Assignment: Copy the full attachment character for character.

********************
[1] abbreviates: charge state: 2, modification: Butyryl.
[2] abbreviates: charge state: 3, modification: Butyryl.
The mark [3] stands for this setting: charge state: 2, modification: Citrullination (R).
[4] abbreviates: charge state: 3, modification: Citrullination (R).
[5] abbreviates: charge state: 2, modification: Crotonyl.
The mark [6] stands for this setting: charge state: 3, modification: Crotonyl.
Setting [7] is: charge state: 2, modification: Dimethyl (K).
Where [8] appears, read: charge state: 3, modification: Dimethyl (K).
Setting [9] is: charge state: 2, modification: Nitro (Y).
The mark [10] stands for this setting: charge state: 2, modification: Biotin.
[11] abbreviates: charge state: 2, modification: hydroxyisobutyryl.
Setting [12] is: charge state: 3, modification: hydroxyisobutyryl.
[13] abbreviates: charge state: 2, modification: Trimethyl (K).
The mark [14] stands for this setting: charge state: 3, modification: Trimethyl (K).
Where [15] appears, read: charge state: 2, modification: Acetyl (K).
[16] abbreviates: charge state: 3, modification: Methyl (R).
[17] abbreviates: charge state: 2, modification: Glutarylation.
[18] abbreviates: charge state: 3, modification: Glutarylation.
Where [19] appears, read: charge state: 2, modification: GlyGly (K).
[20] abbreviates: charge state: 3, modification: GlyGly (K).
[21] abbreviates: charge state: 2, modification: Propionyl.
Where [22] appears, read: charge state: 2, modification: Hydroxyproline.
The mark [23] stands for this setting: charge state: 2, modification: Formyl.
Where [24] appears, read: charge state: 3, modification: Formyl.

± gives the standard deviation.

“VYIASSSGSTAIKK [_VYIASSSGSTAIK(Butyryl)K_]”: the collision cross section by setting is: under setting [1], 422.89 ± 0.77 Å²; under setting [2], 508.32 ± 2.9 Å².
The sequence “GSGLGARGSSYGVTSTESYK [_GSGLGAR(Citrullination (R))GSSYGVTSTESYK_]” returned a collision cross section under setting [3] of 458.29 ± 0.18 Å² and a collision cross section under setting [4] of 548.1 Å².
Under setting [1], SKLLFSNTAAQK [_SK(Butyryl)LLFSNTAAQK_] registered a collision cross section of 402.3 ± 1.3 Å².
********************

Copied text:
[1] abbreviates: charge state: 2, modification: Butyryl.
[2] abbreviates: charge state: 3, modification: Butyryl.
The mark [3] stands for this setting: charge state: 2, modification: Citrullination (R).
[4] abbreviates: charge state: 3, modification: Citrullination (R).
[5] abbreviates: charge state: 2, modification: Crotonyl.
The mark [6] stands for this setting: charge state: 3, modification: Crotonyl.
Setting [7] is: charge state: 2, modification: Dimethyl (K).
Where [8] appears, read: charge state: 3, modification: Dimethyl (K).
Setting [9] is: charge state: 2, modification: Nitro (Y).
The mark [10] stands for this setting: charge state: 2, modification: Biotin.
[11] abbreviates: charge state: 2, modification: hydroxyisobutyryl.
Setting [12] is: charge state: 3, modification: hydroxyisobutyryl.
[13] abbreviates: charge state: 2, modification: Trimethyl (K).
The mark [14] stands for this setting: charge state: 3, modification: Trimethyl (K).
Where [15] appears, read: charge state: 2, modification: Acetyl (K).
[16] abbreviates: charge state: 3, modification: Methyl (R).
[17] abbreviates: charge state: 2, modification: Glutarylation.
[18] abbreviates: charge state: 3, modification: Glutarylation.
Where [19] appears, read: charge state: 2, modification: GlyGly (K).
[20] abbreviates: charge state: 3, modification: GlyGly (K).
[21] abbreviates: charge state: 2, modification: Propionyl.
Where [22] appears, read: charge state: 2, modification: Hydroxyproline.
The mark [23] stands for this setting: charge state: 2, modification: Formyl.
Where [24] appears, read: charge state: 3, modification: Formyl.

± gives the standard deviation.

“VYIASSSGSTAIKK [_VYIASSSGSTAIK(Butyryl)K_]”: the collision cross section by setting is: under setting [1], 422.89 ± 0.77 Å²; under setting [2], 508.32 ± 2.9 Å².
The sequence “GSGLGARGSSYGVTSTESYK [_GSGLGAR(Citrullination (R))GSSYGVTSTESYK_]” returned a collision cross section under setting [3] of 458.29 ± 0.18 Å² and a collision cross section under setting [4] of 548.1 Å².
Under setting [1], SKLLFSNTAAQK [_SK(Butyryl)LLFSNTAAQK_] registered a collision cross section of 402.3 ± 1.3 Å².